Heckman Selection Correction Procedure

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Heckman Selection Correction Procedure


The Heckman selection correction procedure, introduced by American economist James J. Heckman, is a statistical solution to a form of sample selection bias. Sample selection bias can emerge when a population parameter of interest is estimated with a sample obtained from that population by other than random means. Such sampling yields a distorted empirical representation of the population of interest with which to estimate such parameters (Heckman 1990), possibly leading to biased estimates of them. Heckman (1979) was specifically concerned with this possibility in a certain regression context.

Suppose that we are interested in estimating the population regression model

y = β 0 + β 1 · X 1 + β 2 · x 2 + ε 1.

With a truly random sample from the population of interest, it should be straightforward to estimate β 0, β 1, and β 2 via ordinary least squares. Suppose, however, that we observe y only if the units of observation in that random sample make some decision. For instance, we might observe y only if

V* = γ0 + γ1 · x1 + γ2 · X 2 + ε2 >0


ε2 > - γ0 - X1 - γ2 · X 2

This allows us to characterize the sample selection bias that might emerge from attempting to estimate the regression with only the subsample for whom we observe y.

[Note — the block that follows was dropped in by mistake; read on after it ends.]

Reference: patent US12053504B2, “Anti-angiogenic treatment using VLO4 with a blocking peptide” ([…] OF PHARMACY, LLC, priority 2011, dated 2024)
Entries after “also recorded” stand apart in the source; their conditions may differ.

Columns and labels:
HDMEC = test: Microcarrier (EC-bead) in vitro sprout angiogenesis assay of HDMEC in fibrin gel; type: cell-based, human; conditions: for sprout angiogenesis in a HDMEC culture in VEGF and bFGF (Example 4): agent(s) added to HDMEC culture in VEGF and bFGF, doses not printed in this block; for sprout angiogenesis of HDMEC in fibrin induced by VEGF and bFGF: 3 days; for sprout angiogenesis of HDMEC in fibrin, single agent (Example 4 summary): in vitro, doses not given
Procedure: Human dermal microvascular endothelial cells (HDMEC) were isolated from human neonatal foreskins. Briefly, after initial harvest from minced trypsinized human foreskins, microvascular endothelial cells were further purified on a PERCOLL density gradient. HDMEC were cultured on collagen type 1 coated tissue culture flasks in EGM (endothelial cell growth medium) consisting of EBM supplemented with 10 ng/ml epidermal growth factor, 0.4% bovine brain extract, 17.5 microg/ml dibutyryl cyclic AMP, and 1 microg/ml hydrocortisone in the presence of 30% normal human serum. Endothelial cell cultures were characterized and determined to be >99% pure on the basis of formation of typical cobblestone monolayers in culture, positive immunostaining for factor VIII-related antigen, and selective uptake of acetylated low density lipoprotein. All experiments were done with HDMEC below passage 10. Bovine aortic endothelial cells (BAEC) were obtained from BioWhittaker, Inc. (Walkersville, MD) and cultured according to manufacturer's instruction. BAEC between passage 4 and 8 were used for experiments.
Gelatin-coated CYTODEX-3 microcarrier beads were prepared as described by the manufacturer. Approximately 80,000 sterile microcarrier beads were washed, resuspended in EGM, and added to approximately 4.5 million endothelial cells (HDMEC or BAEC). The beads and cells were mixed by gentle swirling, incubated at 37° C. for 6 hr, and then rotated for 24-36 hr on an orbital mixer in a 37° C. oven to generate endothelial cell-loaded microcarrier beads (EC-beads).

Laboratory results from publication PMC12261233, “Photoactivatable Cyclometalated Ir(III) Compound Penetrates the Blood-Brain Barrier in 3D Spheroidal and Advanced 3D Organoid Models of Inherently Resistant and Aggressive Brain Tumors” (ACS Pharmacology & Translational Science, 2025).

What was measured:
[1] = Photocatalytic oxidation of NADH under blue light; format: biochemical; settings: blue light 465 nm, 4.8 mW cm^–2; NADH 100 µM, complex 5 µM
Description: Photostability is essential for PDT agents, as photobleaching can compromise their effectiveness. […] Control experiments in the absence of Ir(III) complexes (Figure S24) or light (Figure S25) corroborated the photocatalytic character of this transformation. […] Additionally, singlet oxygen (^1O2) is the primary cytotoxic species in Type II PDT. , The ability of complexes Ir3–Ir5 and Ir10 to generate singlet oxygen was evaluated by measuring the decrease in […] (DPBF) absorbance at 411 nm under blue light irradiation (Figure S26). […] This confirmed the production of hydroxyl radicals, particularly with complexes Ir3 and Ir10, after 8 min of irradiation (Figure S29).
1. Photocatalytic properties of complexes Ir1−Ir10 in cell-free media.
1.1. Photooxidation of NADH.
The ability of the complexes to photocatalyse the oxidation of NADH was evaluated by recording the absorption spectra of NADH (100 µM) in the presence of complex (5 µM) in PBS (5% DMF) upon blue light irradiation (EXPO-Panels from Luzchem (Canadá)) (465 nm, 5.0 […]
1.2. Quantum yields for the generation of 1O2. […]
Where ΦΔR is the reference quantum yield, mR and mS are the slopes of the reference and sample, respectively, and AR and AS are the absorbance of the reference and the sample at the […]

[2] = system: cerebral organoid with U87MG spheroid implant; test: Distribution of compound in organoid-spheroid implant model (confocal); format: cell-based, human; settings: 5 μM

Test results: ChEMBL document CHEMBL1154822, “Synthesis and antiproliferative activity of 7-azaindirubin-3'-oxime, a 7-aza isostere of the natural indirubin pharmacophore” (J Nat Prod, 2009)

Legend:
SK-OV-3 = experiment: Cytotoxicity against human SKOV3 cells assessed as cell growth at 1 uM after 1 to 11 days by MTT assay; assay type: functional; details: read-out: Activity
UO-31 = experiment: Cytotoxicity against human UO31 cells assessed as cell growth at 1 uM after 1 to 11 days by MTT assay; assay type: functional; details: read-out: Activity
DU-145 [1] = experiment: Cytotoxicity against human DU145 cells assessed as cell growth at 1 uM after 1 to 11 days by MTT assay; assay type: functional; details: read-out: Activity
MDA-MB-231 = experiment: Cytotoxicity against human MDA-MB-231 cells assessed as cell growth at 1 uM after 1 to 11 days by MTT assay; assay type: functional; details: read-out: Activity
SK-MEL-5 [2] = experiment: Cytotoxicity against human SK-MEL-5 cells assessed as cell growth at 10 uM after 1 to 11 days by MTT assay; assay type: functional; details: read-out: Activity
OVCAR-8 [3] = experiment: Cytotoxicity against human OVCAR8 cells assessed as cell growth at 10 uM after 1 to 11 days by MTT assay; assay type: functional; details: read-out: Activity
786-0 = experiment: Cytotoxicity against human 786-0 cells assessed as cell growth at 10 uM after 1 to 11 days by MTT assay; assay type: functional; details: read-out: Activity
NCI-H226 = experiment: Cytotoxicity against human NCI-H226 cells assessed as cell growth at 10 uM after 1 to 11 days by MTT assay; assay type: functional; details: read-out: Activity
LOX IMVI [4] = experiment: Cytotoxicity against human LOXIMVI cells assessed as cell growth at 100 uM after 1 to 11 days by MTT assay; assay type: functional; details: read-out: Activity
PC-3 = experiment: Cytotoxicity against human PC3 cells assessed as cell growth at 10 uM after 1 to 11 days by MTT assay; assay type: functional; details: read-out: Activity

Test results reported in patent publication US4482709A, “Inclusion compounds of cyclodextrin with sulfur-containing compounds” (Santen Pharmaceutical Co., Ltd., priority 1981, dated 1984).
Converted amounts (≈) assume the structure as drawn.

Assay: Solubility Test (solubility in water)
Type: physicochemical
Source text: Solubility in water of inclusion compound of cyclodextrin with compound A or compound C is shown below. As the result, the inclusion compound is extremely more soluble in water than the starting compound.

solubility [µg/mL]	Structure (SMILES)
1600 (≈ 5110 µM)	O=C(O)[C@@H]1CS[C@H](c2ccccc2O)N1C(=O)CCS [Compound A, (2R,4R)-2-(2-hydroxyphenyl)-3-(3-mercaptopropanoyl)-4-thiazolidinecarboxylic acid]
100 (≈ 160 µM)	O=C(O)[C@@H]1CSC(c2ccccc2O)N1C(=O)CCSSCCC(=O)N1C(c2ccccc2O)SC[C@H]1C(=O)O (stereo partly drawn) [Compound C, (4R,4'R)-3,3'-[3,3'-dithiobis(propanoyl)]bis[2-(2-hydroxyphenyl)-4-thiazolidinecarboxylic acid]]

We wish to evaluate the population expectation

However, if we observe y only when v* > 0, available data allows us to evaluate only the expectation

In this setting, it will generally not be possible to separately identify β 0, β 1 and β 2. To see this more clearly, assume that

E (ε1 | ε2 > γ0 γ1 · x 1 γ2 · x 2) 0

and consider a linear approximation of E (ε1 | ε2 > γ0 γ1 · x 1 γ2 · x 2),

w0 + w1 · x 1 + w2 · x 2 + ζ

where E (ζ) = 0. Then, the overall expectation that can be gleaned from available data would be

Thus, in general, one would not be able to recover valid estimates of β 0, β 1 and β 2 with the subsample for which we observe y. The only exception is when

In other words, if ε1 and ε2 are independent, sample selection bias disappears.

The Heckman selection correction procedure can recover unbiased estimates of β 0, β 1 and β 2. with available data (i.e., where x1 and x2 are observed for the full random sample from the population of interest and y is observed only for the subsample for which v* > 0). The departure point for this technique is to recognize that the sample selection bias problem really stems from a type of specification error. With the subsample for which y is observed we estimate